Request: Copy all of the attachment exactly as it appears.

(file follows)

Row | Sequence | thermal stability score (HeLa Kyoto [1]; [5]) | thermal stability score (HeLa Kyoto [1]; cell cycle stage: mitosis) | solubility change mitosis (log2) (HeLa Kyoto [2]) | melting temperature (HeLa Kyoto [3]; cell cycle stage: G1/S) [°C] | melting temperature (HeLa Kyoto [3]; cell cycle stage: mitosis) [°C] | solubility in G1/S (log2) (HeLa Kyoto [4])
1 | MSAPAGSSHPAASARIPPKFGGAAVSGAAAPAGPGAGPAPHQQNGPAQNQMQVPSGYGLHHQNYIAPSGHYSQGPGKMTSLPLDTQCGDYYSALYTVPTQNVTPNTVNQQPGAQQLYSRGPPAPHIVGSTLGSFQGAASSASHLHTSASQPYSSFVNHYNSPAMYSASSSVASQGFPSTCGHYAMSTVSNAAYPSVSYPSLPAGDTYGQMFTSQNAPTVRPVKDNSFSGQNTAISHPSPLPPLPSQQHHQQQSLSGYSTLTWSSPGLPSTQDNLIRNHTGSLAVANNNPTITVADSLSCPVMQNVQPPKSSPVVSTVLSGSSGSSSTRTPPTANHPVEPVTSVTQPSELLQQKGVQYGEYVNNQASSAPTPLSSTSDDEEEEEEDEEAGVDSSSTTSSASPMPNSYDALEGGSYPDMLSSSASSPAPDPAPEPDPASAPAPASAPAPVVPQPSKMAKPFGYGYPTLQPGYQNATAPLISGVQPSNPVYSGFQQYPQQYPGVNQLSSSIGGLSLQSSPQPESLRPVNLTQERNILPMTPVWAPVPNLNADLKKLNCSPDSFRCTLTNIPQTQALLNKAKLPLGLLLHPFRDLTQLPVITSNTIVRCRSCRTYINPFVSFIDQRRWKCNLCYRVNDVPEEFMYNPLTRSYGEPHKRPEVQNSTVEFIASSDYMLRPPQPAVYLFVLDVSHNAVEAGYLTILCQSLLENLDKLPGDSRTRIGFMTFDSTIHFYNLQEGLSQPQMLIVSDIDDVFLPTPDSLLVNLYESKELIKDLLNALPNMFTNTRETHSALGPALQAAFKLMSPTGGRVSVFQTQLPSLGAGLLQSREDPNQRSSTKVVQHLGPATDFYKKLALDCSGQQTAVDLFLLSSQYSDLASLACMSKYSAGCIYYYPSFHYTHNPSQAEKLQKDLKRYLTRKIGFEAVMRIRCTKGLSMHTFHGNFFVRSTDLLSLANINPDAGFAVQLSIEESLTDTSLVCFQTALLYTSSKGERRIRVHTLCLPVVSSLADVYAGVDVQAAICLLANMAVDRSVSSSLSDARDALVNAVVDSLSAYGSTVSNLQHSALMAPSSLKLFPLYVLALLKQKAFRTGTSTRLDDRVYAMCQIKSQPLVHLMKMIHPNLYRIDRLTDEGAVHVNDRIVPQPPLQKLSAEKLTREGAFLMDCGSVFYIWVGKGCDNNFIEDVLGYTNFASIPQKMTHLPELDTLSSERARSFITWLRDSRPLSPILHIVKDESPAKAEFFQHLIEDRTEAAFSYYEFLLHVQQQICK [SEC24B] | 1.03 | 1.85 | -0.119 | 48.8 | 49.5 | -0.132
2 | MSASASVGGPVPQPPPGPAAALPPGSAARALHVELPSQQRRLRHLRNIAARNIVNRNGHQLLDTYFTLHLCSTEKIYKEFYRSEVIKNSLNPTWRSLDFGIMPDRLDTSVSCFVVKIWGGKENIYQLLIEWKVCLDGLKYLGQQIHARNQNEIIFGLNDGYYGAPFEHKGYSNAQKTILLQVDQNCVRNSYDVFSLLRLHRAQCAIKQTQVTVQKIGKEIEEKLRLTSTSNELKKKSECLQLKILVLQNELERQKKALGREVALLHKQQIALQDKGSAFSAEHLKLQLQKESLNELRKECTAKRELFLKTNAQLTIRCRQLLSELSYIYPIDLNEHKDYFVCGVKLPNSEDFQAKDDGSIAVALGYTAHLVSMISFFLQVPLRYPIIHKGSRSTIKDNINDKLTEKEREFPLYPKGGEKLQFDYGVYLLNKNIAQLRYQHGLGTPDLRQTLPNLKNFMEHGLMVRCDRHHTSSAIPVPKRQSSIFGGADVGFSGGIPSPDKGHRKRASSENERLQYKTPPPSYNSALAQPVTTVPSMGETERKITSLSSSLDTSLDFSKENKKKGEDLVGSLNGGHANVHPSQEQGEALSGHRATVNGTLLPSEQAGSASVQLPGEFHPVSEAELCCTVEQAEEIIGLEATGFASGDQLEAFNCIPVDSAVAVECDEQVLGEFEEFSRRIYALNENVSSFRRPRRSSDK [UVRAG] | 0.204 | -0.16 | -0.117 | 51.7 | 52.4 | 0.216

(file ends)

Row | Sequence | thermal stability score (HeLa Kyoto [1]; [5]) | thermal stability score (HeLa Kyoto [1]; cell cycle stage: mitosis) | solubility change mitosis (log2) (HeLa Kyoto [2]) | melting temperature (HeLa Kyoto [3]; cell cycle stage: G1/S) [°C] | melting temperature (HeLa Kyoto [3]; cell cycle stage: mitosis) [°C] | solubility in G1/S (log2) (HeLa Kyoto [4])
1 | MSAPAGSSHPAASARIPPKFGGAAVSGAAAPAGPGAGPAPHQQNGPAQNQMQVPSGYGLHHQNYIAPSGHYSQGPGKMTSLPLDTQCGDYYSALYTVPTQNVTPNTVNQQPGAQQLYSRGPPAPHIVGSTLGSFQGAASSASHLHTSASQPYSSFVNHYNSPAMYSASSSVASQGFPSTCGHYAMSTVSNAAYPSVSYPSLPAGDTYGQMFTSQNAPTVRPVKDNSFSGQNTAISHPSPLPPLPSQQHHQQQSLSGYSTLTWSSPGLPSTQDNLIRNHTGSLAVANNNPTITVADSLSCPVMQNVQPPKSSPVVSTVLSGSSGSSSTRTPPTANHPVEPVTSVTQPSELLQQKGVQYGEYVNNQASSAPTPLSSTSDDEEEEEEDEEAGVDSSSTTSSASPMPNSYDALEGGSYPDMLSSSASSPAPDPAPEPDPASAPAPASAPAPVVPQPSKMAKPFGYGYPTLQPGYQNATAPLISGVQPSNPVYSGFQQYPQQYPGVNQLSSSIGGLSLQSSPQPESLRPVNLTQERNILPMTPVWAPVPNLNADLKKLNCSPDSFRCTLTNIPQTQALLNKAKLPLGLLLHPFRDLTQLPVITSNTIVRCRSCRTYINPFVSFIDQRRWKCNLCYRVNDVPEEFMYNPLTRSYGEPHKRPEVQNSTVEFIASSDYMLRPPQPAVYLFVLDVSHNAVEAGYLTILCQSLLENLDKLPGDSRTRIGFMTFDSTIHFYNLQEGLSQPQMLIVSDIDDVFLPTPDSLLVNLYESKELIKDLLNALPNMFTNTRETHSALGPALQAAFKLMSPTGGRVSVFQTQLPSLGAGLLQSREDPNQRSSTKVVQHLGPATDFYKKLALDCSGQQTAVDLFLLSSQYSDLASLACMSKYSAGCIYYYPSFHYTHNPSQAEKLQKDLKRYLTRKIGFEAVMRIRCTKGLSMHTFHGNFFVRSTDLLSLANINPDAGFAVQLSIEESLTDTSLVCFQTALLYTSSKGERRIRVHTLCLPVVSSLADVYAGVDVQAAICLLANMAVDRSVSSSLSDARDALVNAVVDSLSAYGSTVSNLQHSALMAPSSLKLFPLYVLALLKQKAFRTGTSTRLDDRVYAMCQIKSQPLVHLMKMIHPNLYRIDRLTDEGAVHVNDRIVPQPPLQKLSAEKLTREGAFLMDCGSVFYIWVGKGCDNNFIEDVLGYTNFASIPQKMTHLPELDTLSSERARSFITWLRDSRPLSPILHIVKDESPAKAEFFQHLIEDRTEAAFSYYEFLLHVQQQICK [SEC24B] | 1.03 | 1.85 | -0.119 | 48.8 | 49.5 | -0.132
2 | MSASASVGGPVPQPPPGPAAALPPGSAARALHVELPSQQRRLRHLRNIAARNIVNRNGHQLLDTYFTLHLCSTEKIYKEFYRSEVIKNSLNPTWRSLDFGIMPDRLDTSVSCFVVKIWGGKENIYQLLIEWKVCLDGLKYLGQQIHARNQNEIIFGLNDGYYGAPFEHKGYSNAQKTILLQVDQNCVRNSYDVFSLLRLHRAQCAIKQTQVTVQKIGKEIEEKLRLTSTSNELKKKSECLQLKILVLQNELERQKKALGREVALLHKQQIALQDKGSAFSAEHLKLQLQKESLNELRKECTAKRELFLKTNAQLTIRCRQLLSELSYIYPIDLNEHKDYFVCGVKLPNSEDFQAKDDGSIAVALGYTAHLVSMISFFLQVPLRYPIIHKGSRSTIKDNINDKLTEKEREFPLYPKGGEKLQFDYGVYLLNKNIAQLRYQHGLGTPDLRQTLPNLKNFMEHGLMVRCDRHHTSSAIPVPKRQSSIFGGADVGFSGGIPSPDKGHRKRASSENERLQYKTPPPSYNSALAQPVTTVPSMGETERKITSLSSSLDTSLDFSKENKKKGEDLVGSLNGGHANVHPSQEQGEALSGHRATVNGTLLPSEQAGSASVQLPGEFHPVSEAELCCTVEQAEEIIGLEATGFASGDQLEAFNCIPVDSAVAVECDEQVLGEFEEFSRRIYALNENVSSFRRPRRSSDK [UVRAG] | 0.204 | -0.16 | -0.117 | 51.7 | 52.4 | 0.216